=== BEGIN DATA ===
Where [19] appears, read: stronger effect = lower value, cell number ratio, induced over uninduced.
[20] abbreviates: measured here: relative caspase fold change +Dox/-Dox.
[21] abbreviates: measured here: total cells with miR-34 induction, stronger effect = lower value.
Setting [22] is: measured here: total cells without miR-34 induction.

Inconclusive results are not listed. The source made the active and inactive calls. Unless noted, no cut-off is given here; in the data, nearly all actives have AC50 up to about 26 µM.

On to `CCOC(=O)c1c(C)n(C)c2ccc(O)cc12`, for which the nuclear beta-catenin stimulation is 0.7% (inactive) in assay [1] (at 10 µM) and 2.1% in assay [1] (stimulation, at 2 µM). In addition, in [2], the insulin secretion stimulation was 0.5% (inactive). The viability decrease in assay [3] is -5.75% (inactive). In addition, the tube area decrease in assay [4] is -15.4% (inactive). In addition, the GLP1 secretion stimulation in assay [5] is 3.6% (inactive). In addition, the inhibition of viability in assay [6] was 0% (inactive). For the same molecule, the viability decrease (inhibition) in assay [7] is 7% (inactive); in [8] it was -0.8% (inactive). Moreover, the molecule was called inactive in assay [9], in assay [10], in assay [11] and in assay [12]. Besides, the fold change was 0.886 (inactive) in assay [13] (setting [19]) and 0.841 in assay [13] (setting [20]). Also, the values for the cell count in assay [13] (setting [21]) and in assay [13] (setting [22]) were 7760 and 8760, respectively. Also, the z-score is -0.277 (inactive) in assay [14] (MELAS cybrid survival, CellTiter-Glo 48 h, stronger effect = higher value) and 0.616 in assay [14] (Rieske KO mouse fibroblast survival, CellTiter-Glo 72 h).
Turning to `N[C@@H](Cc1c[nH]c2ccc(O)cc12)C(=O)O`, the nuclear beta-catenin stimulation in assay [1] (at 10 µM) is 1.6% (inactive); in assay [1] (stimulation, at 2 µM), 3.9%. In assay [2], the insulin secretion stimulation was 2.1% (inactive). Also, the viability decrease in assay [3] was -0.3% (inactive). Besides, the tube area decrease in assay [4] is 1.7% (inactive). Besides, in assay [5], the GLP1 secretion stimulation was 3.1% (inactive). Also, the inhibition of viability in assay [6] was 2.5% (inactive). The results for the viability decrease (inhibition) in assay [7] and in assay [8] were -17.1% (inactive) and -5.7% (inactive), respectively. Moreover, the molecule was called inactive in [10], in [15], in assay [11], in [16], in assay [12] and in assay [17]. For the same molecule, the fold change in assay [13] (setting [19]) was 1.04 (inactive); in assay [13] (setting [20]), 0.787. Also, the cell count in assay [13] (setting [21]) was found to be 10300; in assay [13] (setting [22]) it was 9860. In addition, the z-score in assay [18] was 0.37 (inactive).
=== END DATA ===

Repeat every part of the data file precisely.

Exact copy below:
Where [19] appears, read: stronger effect = lower value, cell number ratio, induced over uninduced.
[20] abbreviates: measured here: relative caspase fold change +Dox/-Dox.
[21] abbreviates: measured here: total cells with miR-34 induction, stronger effect = lower value.
Setting [22] is: measured here: total cells without miR-34 induction.

Inconclusive results are not listed. The source made the active and inactive calls. Unless noted, no cut-off is given here; in the data, nearly all actives have AC50 up to about 26 µM.

On to `CCOC(=O)c1c(C)n(C)c2ccc(O)cc12`, for which the nuclear beta-catenin stimulation is 0.7% (inactive) in assay [1] (at 10 µM) and 2.1% in assay [1] (stimulation, at 2 µM). In addition, in [2], the insulin secretion stimulation was 0.5% (inactive). The viability decrease in assay [3] is -5.75% (inactive). In addition, the tube area decrease in assay [4] is -15.4% (inactive). In addition, the GLP1 secretion stimulation in assay [5] is 3.6% (inactive). In addition, the inhibition of viability in assay [6] was 0% (inactive). For the same molecule, the viability decrease (inhibition) in assay [7] is 7% (inactive); in [8] it was -0.8% (inactive). Moreover, the molecule was called inactive in assay [9], in assay [10], in assay [11] and in assay [12]. Besides, the fold change was 0.886 (inactive) in assay [13] (setting [19]) and 0.841 in assay [13] (setting [20]). Also, the values for the cell count in assay [13] (setting [21]) and in assay [13] (setting [22]) were 7760 and 8760, respectively. Also, the z-score is -0.277 (inactive) in assay [14] (MELAS cybrid survival, CellTiter-Glo 48 h, stronger effect = higher value) and 0.616 in assay [14] (Rieske KO mouse fibroblast survival, CellTiter-Glo 72 h).
Turning to `N[C@@H](Cc1c[nH]c2ccc(O)cc12)C(=O)O`, the nuclear beta-catenin stimulation in assay [1] (at 10 µM) is 1.6% (inactive); in assay [1] (stimulation, at 2 µM), 3.9%. In assay [2], the insulin secretion stimulation was 2.1% (inactive). Also, the viability decrease in assay [3] was -0.3% (inactive). Besides, the tube area decrease in assay [4] is 1.7% (inactive). Besides, in assay [5], the GLP1 secretion stimulation was 3.1% (inactive). Also, the inhibition of viability in assay [6] was 2.5% (inactive). The results for the viability decrease (inhibition) in assay [7] and in assay [8] were -17.1% (inactive) and -5.7% (inactive), respectively. Moreover, the molecule was called inactive in [10], in [15], in assay [11], in [16], in assay [12] and in assay [17]. For the same molecule, the fold change in assay [13] (setting [19]) was 1.04 (inactive); in assay [13] (setting [20]), 0.787. Also, the cell count in assay [13] (setting [21]) was found to be 10300; in assay [13] (setting [22]) it was 9860. In addition, the z-score in assay [18] was 0.37 (inactive).